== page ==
Carrig Graveyard in Wexford acts as the final resting spot for many of those who died during the Irish Rebellion of 1798. A commemorative plaque at the entrance pays homage to those who sacrificed themselves in the name of Irish freedom:
In memory of those, known and unknown, who fought, suffered and lost their lives during the insurrection of 1798, and whose remains lie here in Carrig Graveyard. Their sacrifice must never be forgotten.
The plaque’s inscription concludes with an old Irish saying: “Ar dheis lámh Dé go raibh siad uile”, which means “May they all be at the right hand of God.”
As you walk through the cemetery, which is filled with weathered headstones and unmarked plots, it becomes more and more difficult to discern where one grave ends and the other begins – a somber reminder of the times that they were. In the centuries that preceded us, it was common for people to be buried in mass communal graves, as many families could not afford to bury their loved ones in their own designated plots. These communal burial plots became especially common during times of social upheaval and conflict.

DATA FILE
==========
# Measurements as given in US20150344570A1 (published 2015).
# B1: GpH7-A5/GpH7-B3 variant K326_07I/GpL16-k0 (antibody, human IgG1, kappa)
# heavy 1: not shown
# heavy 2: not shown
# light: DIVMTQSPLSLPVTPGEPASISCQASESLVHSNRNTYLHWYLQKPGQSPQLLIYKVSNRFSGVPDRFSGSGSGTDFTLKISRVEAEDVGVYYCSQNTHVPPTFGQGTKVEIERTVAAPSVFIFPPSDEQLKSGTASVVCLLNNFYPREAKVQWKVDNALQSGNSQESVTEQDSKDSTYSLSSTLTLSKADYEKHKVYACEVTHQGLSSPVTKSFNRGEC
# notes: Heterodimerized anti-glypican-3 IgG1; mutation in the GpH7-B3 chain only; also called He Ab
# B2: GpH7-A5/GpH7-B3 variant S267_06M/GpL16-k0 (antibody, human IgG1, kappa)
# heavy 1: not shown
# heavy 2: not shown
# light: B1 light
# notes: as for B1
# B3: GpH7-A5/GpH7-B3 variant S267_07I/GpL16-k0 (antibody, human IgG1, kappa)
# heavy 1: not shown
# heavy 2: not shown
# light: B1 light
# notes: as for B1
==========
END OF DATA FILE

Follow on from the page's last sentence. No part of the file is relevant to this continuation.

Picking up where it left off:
During the 1798 Rebellion, thousands of Wexford people were killed in some of the various battles and skirmishes that occurred throughout the county; accelerating the usage of such graves.
In graveyards such as Carrig and the Pauper’s Graveyard in Coolcotts, it is common to find large stones and blocks, which were used as “markers” by families who could not afford to erect headstones for their loved ones.
Picture: An old weathered cross struggles to stay upright.
In the years that have passed by, Carrig Graveyard was also used as a burial place for babies who had died through stillbirth or miscarriage. In 1994, a memorial headstone was erected by the Irish Stillbirth and Neonatal Death Society (ISLANDS). The headstone reads:
In loving memory of all pre-term, stillborn and babies who died in early infancy delivered in Wexford County Hospital up to 1992, buried here and elsewhere and alive in God’s love. The value of life is not measured by the span of its years.
A map showing the location of the entrance to Carrig Graveyard can be found below. Bear in mind that the gates are often locked and that you may have to climb over the steps on the side of the wall in order to get inside:
Related: History of Wexford.